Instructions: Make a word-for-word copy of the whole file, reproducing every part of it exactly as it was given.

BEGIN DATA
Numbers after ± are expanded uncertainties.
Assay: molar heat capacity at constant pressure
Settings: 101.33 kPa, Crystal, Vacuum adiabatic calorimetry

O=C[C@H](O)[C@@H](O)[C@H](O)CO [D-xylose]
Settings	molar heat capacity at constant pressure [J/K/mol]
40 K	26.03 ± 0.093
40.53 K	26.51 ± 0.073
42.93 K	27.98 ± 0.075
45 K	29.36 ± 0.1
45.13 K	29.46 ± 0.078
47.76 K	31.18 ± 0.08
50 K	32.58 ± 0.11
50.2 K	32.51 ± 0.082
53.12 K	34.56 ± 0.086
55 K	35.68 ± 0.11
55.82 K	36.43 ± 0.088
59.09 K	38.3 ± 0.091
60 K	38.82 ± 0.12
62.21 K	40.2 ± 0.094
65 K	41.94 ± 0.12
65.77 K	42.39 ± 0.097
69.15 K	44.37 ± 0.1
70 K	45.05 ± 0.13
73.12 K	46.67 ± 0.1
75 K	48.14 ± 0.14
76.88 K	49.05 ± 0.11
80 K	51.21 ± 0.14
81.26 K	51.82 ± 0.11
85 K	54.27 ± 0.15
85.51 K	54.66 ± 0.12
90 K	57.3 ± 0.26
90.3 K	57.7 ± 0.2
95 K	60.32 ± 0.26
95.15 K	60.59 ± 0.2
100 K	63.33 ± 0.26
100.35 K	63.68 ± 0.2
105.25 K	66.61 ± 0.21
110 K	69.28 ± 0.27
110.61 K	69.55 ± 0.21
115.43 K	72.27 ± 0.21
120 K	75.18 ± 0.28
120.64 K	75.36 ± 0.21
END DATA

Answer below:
Numbers after ± are expanded uncertainties.
Assay: molar heat capacity at constant pressure
Settings: 101.33 kPa, Crystal, Vacuum adiabatic calorimetry

O=C[C@H](O)[C@@H](O)[C@H](O)CO [D-xylose]
Settings	molar heat capacity at constant pressure [J/K/mol]
40 K	26.03 ± 0.093
40.53 K	26.51 ± 0.073
42.93 K	27.98 ± 0.075
45 K	29.36 ± 0.1
45.13 K	29.46 ± 0.078
47.76 K	31.18 ± 0.08
50 K	32.58 ± 0.11
50.2 K	32.51 ± 0.082
53.12 K	34.56 ± 0.086
55 K	35.68 ± 0.11
55.82 K	36.43 ± 0.088
59.09 K	38.3 ± 0.091
60 K	38.82 ± 0.12
62.21 K	40.2 ± 0.094
65 K	41.94 ± 0.12
65.77 K	42.39 ± 0.097
69.15 K	44.37 ± 0.1
70 K	45.05 ± 0.13
73.12 K	46.67 ± 0.1
75 K	48.14 ± 0.14
76.88 K	49.05 ± 0.11
80 K	51.21 ± 0.14
81.26 K	51.82 ± 0.11
85 K	54.27 ± 0.15
85.51 K	54.66 ± 0.12
90 K	57.3 ± 0.26
90.3 K	57.7 ± 0.2
95 K	60.32 ± 0.26
95.15 K	60.59 ± 0.2
100 K	63.33 ± 0.26
100.35 K	63.68 ± 0.2
105.25 K	66.61 ± 0.21
110 K	69.28 ± 0.27
110.61 K	69.55 ± 0.21
115.43 K	72.27 ± 0.21
120 K	75.18 ± 0.28
120.64 K	75.36 ± 0.21